9:00 PM - EE5.2.16
Ab Initio Molecular Dynamics Characterization of La-Based Perovskite-Type Oxides for Metal-Air Cell Cathodes
Aysegul Afal Genis 1,Mehmet Kadri Aydinol 1
1 Department of Metallurgical and Materials Engineering Middle East Technical University Ankara Turkey,Show Abstract
Oxygen reduction reaction (ORR) catalytic activities have been of great scientific importance for extensive studies in energy storage technologies, specifically in metal-air batteries. Metal-air batteries are promising for future applications of especially electrical vehicles due to the utilization of oxygen from the air as one of the battery’s main components. Kinetic performance of the electrochemical reaction taking place in these batteries mainly depends on the reduction of oxygen at the cathode. Different groups of catalysts have been considered in order to facilitate ORR at the air electrodes including precious metal catalysts, metal oxides and carbons. Contrary to the ORR on metals and metal alloys in acidic environments, little is known about the influence of intrinsic properties of complex oxides on their activity toward the ORR in alkaline media. To develop novel and highly active cathode materials, a deeper understanding of the correlation between the cathode material properties and ORR activity is necessary. The crucial role of electronic structure in determining the electrochemical activity has been well recognized in the field of catalysis. First-principles computational studies, in particular density functional theory (DFT) studies, have made important contributions to such efforts, identifying fundamental correlations between catalytic activity and electronic structure for different types of catalyst materials. Therefore, ab initio methods become a useful tool to characterize catalytic properties by examining electronic structures, reaction energetics and activation energies. In this study, the effect of surface crystallography on oxygen molecule dissociation and adsorption properties on different types of transition metal perovskites of the type ABO3 (A=La, B= Mn, Cr, Fe, O=oxygen) are presented. To analyze the oxygen–perovskite interaction, ab initio molecular dynamics method is used to simulate the behavior of O2 at the surface. This method is expected to show whether the transition metal elements displayed an effect of catalyzer in terms of dissociation of the O2 molecule into O atoms at the surface. A systematical study within adsorption characteristics of oxygen on La-based perovskite surfaces was performed. In addition, via ab initio molecular dynamics simulations, what kind of an effect would different planes make on oxygen behavior at the surface was studied. Ab initio molecular dynamics simulations were executed on clean low- index (001) and (111) surfaces of perovskites. Simulations were done by ab initio pseudopotential method within the generalized gradient approximation (GGA) to density functional theory (DFT).
9:00 PM - EE5.2.17
Graphene Oxide Enhanced Polyacrylonitrile Nanofiber Membrane Used as Seprator for Achieveing High-Performance Lithium-Sulfur Batteries
Jiadeng Zhu 1,Xiangwu Zhang 1
1 North Carolina State Univ Raleigh United States,Show Abstract
Sulfur has been considered as a promising cathode candidate for next generation batteries due to its high theoretical capacity and energy density. However, the severe self-discharge behavior strongly limits the practical applications of lithium-sulfur (Li-S) batteries. Here, we report a sustainable and highly porous polyacrylonitrile/graphene oxide (PAN/GO) nanofiber membrane which can be performed as a novel separator for lithium-sulfur batteries to achieve high stable capacity and excellent anti-self-discharge feature. A superior low retention loss of 5% can be obtained even after a resting time of 24 h not only due to the relatively high energy binding between –C≡N and Li2S/Li-S radicals but to the electrostatic interactions between GO and negatively charged species (Sn2-). It is, therefore, demonstrated that this GO incorporated PAN as-spun nanofiber with highly porous structure and excellent electrolyte wettability is a promising separator candidate for high-performance Li-S batteries.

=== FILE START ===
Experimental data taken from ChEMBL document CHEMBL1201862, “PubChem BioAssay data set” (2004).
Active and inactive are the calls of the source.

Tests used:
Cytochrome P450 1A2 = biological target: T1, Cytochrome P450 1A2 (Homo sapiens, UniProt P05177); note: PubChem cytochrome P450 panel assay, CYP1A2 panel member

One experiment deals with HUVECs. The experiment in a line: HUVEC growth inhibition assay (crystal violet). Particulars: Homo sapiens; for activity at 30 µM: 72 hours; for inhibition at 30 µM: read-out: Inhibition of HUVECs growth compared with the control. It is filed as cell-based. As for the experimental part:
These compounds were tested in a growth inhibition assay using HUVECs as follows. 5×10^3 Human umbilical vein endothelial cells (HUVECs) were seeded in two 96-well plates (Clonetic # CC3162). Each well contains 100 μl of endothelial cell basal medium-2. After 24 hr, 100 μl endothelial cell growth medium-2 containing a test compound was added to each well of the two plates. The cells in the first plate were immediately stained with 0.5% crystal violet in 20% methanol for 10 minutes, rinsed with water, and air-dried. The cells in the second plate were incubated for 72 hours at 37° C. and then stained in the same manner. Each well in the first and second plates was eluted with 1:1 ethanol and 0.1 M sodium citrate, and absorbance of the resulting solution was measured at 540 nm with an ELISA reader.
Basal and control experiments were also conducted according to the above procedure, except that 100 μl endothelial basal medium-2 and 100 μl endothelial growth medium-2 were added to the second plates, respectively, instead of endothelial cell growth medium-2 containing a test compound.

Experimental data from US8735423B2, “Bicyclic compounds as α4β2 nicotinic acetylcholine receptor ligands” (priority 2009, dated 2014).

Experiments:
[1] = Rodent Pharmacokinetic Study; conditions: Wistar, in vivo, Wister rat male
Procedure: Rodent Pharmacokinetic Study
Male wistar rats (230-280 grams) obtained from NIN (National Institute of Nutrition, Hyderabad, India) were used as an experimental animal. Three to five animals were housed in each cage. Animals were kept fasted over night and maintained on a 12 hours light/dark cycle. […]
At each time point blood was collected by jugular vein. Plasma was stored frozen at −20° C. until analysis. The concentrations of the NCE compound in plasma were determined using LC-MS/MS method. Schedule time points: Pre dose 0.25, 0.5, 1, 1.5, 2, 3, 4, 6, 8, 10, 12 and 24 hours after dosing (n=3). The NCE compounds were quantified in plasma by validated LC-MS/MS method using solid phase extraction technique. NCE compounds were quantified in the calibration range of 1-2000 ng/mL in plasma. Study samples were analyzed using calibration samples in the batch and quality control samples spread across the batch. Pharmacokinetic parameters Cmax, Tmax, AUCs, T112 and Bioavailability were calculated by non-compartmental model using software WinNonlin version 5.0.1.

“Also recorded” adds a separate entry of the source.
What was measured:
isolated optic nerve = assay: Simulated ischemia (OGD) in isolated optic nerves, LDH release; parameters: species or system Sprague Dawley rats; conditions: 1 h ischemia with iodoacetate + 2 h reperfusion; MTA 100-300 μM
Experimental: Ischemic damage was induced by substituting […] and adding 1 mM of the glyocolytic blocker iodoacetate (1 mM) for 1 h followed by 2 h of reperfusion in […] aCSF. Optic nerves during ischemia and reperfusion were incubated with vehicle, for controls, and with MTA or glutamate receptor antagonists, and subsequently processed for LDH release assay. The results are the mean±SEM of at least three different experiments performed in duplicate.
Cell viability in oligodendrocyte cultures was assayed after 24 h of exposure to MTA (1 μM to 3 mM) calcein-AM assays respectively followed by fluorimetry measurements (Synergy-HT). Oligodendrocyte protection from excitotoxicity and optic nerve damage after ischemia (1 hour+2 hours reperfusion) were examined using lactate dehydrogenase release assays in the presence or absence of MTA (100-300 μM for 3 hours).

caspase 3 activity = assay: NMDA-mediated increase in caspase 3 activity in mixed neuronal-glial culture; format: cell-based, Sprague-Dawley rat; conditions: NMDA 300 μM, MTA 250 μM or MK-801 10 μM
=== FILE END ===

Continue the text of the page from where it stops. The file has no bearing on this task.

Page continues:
9:00 PM - EE5.2.18
Influence of Fluorine Incorporation of Directly Disulfonated Copolymer Membranes on the Vanadium Redox Flow Battery (VRFB) Performance
Kenan Kara 1,Levent Semiz 1,Tunc Eren Akay 1,Erkan Aydin 1,Nurdan Demirci Sankir 1,Mehmet Sankir 1
1 Materials Science and Nanotechnology Engineering TOBB University of Economics and Technology Ankara Turkey,Show Abstract
Vanadium redox flow batteries (VRFBs) have been demonstrated as energy efficient conversion devices with long service life. Moreover, VRFBs have been assumed as highly cost effective when inexpensive membranes were utilized. The state-of-art membrane Nafion™, perfluorinated copolymer, has been the most commonly used membrane although it suffers from its high cost, lower proton conductivity and higher vanadium permeability. Therefore, much efforts has been focused on replacing Nafion™. Also there is a great interest to compare and contrast VRBF performances of both fluorinated and non-fluorinated based hydrocarbon membranes. This study focuses on the effect of fluorine moeity of directly disulfonated (35 molar %) poly(arylene ether benzonitrile) copolymer (PAEB) membranes on the VRFB performance. The fluorine incorporation from 25 to 100 molar percents has been systematically varied by using hexafluoro-isopropylidene diphenol (6F) monomer during copolymerization. It was demonstrated that efficiencies of VRBF prepared from both fluorinated and nonfluorinated copolymer membranes were better than that of N212. The columbic efficiencies of copolymer membranes not bearing any fluorine content (PAEB35) and Nafion™ were about 98.7 and 87.6 percents at the current density of 20 A cm-2, respectively. Once a 100 molar percent fluorination (6F100PAEB35) was achieved, the columbic efficiency was about 99.5, which was one of the best efficiencies reported in the literature. This trend was also observed at higher current densities. The superiority in the columbic efficiency was due to the lower vanadium permeabilities of the 6F100PAEB35 copolymer membranes (1.0 x 10-13 m2 s-1). Among the series, 6F100PAEB35 had 4-fold lower vanadium permeability than PAEB35. On the other hand the vanadium permeabilities of 6F100PAEB35 were about 8 times lower than that of N212 (1.3 x 10-12 m2 s-1). The proton conductivity of the PAEB 35 is 77 mS cm-1. As the fluorine content increased from 0 to 100 molar percent the ion exchange capacity (IEC) decreased from 1.86 to 1.31 mequiv g-1. Since, the proton conductivity and water uptake values which were function of IEC followed the same trend and decreased from 77 to 56 mS cm-1 and from 39 to 22 wt% with increasing fluorine content, respectively. Therefore voltage efficiencies of fluorine bearing copolymer membranes were slightly lower than their non-fluorinated analogous in the series. For example, the voltage efficiencies of PAEB 35 and 6F100PAEB35 were about 92.8 to 91.8 % at 80 mA cm-2, respectively. Moreover, overall efficiencies of both fluorinated (91.2 %) and nofluorinated copolymer membranes (91.6 %) were far better than N212 (80.5%). The selectivity (e.g., proton conductivity/permeability) of fluorinated series was about 3 and 20 times higher than non-fluorinated copolymer membranes and N212, respectively. These highly selective copolymer membranes have been utilized as promising candidates for VRFBs.